One day in July 2015, I pulled out my Tupperware and started eating a wilted salad at my day-job desk while browsing for a lunchtime read. An article in The New Yorker was getting all kinds of online buzz—it was about earthquakes; in Seattle? Interesting. I clicked to read.
At some point I’m sure I dropped my fork and totally abandoned my salad, because I couldn’t focus on anything but the story I was reading, about the serious threat the Pacific Northwest will face in the coming years from a major megathrust earthquake along the Cascadia Subduction Zone. I couldn’t tear my eyes away from the page (well, screen). And I couldn’t stop thinking about one particular detail of the devastating, terrifying aftermath: that people in rural communities might not be able to make it home for days after a quake wipes out the roads, bridges, and ferry system.
Those people could be parents.
Where would their kids be?
Immediately, I thought of a babysitter (much like tween me) trying to navigate this natural disaster as it happened.
What if, in a particularly isolated community—perhaps an island suburb—the parents couldn’t get home for hours and hours?
What if those hours turned into days?
My story, The Disaster Days, was sparked.
Of course, that was over four years ago. It took a trip to Seattle, loads of research, months of drafting, even more months of revision, a careful review by a geophysicist PhD, a title change (fun fact: the book was originally called In Case of Emergency), copyediting, proofreading, and a final promotion push for that idea to make it onto bookshelves. Where The Disaster Days hits today!
I’m excited to shift gears in terms of writing in a new genre with The Disaster Days, which is a realistic survival story. I still find it has a lot in common with my previous books: They all feature resourceful girl protagonists, a strong sense of place, a lot of diligent research during the writing process—although in this case I was researching science instead of history, and they represent the kind of books that I most loved as a young reader: historical fiction and realistic survival/adventure fiction (favorites were Hatchet, Island of the Blue Dolphins, Flight 116 Is Down, My Side of the Mountain).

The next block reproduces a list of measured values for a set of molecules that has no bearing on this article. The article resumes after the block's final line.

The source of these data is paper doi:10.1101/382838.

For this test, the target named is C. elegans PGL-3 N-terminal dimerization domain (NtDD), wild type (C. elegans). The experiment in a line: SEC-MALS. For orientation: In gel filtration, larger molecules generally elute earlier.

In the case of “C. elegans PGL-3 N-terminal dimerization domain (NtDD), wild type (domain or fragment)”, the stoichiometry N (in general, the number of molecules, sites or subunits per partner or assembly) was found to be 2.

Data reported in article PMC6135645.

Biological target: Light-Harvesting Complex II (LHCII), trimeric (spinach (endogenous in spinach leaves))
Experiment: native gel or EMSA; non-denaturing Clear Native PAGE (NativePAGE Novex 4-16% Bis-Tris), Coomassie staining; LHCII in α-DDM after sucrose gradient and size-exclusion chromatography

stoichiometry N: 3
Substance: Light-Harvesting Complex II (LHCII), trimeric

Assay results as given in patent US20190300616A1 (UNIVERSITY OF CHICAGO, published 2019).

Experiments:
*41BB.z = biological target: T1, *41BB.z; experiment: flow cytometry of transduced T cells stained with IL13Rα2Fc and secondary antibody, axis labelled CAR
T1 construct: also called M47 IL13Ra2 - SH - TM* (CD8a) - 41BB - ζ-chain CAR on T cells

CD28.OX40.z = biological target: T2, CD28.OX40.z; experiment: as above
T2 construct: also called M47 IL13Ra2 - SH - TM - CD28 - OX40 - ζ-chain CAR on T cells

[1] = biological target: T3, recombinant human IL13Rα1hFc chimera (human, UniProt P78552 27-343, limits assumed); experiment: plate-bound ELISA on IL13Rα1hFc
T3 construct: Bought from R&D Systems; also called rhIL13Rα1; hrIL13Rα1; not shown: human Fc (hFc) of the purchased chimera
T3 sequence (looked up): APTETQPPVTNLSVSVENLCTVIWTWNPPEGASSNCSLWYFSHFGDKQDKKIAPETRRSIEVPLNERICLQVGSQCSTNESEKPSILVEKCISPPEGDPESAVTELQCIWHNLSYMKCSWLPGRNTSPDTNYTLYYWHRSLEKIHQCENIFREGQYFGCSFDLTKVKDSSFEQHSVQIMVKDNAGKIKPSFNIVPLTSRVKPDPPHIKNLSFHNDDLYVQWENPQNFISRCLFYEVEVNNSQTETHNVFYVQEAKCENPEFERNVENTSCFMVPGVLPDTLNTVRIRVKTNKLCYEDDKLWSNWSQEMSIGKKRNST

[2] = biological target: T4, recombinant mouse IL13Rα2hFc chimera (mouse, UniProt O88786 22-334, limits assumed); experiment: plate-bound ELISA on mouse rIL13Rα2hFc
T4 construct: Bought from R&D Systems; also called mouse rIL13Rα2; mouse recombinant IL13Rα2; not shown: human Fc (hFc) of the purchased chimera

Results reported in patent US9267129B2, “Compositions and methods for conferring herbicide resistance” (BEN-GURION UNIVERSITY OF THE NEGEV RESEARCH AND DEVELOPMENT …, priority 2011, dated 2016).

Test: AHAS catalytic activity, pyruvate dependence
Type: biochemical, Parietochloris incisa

Reviewers so far have called The Disaster Days “riveting,” “tension-filled,” and “epic,” and I hope readers will race to find out what happens to Hannah, Zoe, and Oscar! But at its heart, this story is about empowerment: a determined, quietly brave girl overcoming obstacles both ordinary and extraordinary, and resolving to try her best, even in extreme circumstances.
Also, there’s a really cute guinea pig.
PS: Natural disasters and their aftermath are a big part of this book—and I hope it sparks discussion in classrooms and families! In the Resources section of my website, you can download an educator’s guide, a book-club discussion guide, and a family discussion card to help guide your conversations.